This giant ‘water battery’ under the Alps could be a game-changer for renewable energy in Europe
Located in the heights of the Swiss Alps, in the canton of Valais, the plant is equipped with agile and reversible turbines which offer new levels of flexibility, explains Robert Gleitz, delegate of the board of directors of Nant de Drance: from a simple pressing a switch, the plant can switch from energy storage to electricity supply.
The massive project lasted 14 years. Around 17 kilometers (10.5 miles) of underground tunnels have been dug through the Alps while the six turbines are stored 600 meters (1,970 feet) underground, in a giant cave the length of two football pitches.
Nant de Drance has redeveloped two existing reservoirs, raising the upper reservoir by 21.5 meters (71 ft) to double its capacity – it now holds more water than 6,500 Olympic swimming pools.
As one of the largest facilities of its kind, the $2 billion project could play a vital role in stabilizing Europe’s power grid as the continent transitions to renewable energy, says Gleitz.
To make a sensation
Pumped-storage hydropower plants, which have been around for more than a century, are particularly important for renewable energy because wind and solar are highly dependent on weather conditions and do not provide a constant power supply.
“We can take power (from the grid) when there is too much and generate it again when needed,” says Gleitz.
Unlike many plants that preceded it, Nant de Drance uses variable-speed pump-turbines, explains Pascal Radue, CEO of GE Renewable Energy Hydro, which supplied the equipment for the installation.
Turbines help stabilize the power grid, Radue says.
“With a fixed-speed turbine, you have to wait for the power plant to spin at exactly the right speed to get in sync with the grid,” Radue says, adding that this wastes time and energy. Variable-speed turbines immediately supply electricity to the grid, reducing the risk of outages.
A big impact
That’s why modern projects favor closed-loop systems, like Nant de Drance, that don’t impact river systems, says Andrew Blakers, professor of engineering at the Australian National University.
“The era of building dams is almost over,” says Blakers, adding that these closed-loop power plants occupy a relatively small space given the energy security they provide. He estimates that to power a city of one million people for 24 hours would require about two square kilometers of flooded land, adding that pumped storage hydroelectricity offers one of the most efficient energy storage solutions available today.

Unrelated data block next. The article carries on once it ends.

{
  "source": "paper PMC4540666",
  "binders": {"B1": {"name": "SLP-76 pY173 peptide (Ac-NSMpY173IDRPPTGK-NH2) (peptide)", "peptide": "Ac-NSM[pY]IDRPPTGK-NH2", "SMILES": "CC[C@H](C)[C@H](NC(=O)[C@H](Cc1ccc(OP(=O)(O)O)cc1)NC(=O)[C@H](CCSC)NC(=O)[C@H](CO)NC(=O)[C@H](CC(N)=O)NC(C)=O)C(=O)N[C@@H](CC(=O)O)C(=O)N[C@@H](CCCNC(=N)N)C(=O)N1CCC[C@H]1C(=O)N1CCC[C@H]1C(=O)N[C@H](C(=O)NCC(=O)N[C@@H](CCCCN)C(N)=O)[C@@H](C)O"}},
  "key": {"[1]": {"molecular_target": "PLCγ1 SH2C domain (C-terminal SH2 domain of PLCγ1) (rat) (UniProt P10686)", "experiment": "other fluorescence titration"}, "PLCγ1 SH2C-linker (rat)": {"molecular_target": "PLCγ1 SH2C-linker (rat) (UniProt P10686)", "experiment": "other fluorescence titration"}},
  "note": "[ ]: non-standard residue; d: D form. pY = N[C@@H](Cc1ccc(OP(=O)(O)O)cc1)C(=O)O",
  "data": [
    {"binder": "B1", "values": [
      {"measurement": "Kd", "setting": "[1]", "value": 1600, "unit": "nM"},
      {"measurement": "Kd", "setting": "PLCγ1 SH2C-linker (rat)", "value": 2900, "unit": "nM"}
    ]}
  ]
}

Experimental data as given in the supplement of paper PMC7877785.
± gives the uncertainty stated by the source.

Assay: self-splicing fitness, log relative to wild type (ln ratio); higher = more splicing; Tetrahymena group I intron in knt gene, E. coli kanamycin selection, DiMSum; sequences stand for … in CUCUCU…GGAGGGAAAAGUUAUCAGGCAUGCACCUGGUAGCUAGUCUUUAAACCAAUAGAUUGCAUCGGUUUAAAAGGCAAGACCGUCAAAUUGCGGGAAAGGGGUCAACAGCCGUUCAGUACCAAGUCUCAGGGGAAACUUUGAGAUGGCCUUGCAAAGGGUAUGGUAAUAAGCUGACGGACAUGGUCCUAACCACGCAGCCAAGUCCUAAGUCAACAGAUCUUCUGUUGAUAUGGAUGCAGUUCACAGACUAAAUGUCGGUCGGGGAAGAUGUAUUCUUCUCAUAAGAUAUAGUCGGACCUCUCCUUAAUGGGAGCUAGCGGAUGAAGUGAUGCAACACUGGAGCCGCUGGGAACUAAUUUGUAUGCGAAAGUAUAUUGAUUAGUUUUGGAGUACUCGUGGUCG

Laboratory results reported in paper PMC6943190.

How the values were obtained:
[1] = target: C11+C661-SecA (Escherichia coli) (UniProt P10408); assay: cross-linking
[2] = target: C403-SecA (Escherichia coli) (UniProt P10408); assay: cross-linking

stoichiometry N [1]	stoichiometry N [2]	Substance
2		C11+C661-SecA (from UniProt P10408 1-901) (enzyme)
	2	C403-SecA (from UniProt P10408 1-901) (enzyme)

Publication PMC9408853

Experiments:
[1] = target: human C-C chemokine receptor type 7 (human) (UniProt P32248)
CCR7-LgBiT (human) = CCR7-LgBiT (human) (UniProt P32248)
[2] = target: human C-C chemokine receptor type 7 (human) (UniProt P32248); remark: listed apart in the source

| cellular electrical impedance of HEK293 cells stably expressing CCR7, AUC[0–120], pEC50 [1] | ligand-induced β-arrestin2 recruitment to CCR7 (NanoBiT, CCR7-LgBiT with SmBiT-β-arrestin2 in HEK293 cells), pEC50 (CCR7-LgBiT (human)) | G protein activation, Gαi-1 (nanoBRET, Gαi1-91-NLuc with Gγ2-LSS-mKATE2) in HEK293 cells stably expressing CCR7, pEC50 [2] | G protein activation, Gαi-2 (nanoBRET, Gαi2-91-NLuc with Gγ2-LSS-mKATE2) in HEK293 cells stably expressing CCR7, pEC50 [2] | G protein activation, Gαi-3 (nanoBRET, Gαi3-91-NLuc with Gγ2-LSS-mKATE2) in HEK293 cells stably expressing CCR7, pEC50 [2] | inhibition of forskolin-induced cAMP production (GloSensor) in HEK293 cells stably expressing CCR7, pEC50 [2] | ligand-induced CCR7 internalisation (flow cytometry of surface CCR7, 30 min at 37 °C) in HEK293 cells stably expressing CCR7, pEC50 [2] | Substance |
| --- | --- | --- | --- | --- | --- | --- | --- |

Nant de Drance sends around 80% of the electricity it harvests back to the grid and stores around 20 hours of backup power, says Gleitz.
Transition to renewable energies
This is why Nant de Drance is so significant. Located at the geographic heart of Europe, Switzerland could provide grid stability across the continent, says Rebecca Ellis, head of energy policy at the nonprofit International Hydropower Association. Nant de Drance has increased Switzerland’s installed energy capacity by 33%, says Ellis, adding that it “shows Switzerland’s leadership” in the transition to renewable energy.
However, since the country is not a member of the European Union, regulations are currently an obstacle, says Gleitz. “Market rules are not easy,” he says. “We still need closer agreements with the EU.”
As the climate crisis intensifies, Gleitz hopes Europe will embrace the potential for “clean energy storage” provided by pumped-storage hydroelectric power plants. “If we want to go in the direction of having clean energy, Nant de Drance is one of the springboards on this path”, he specifies.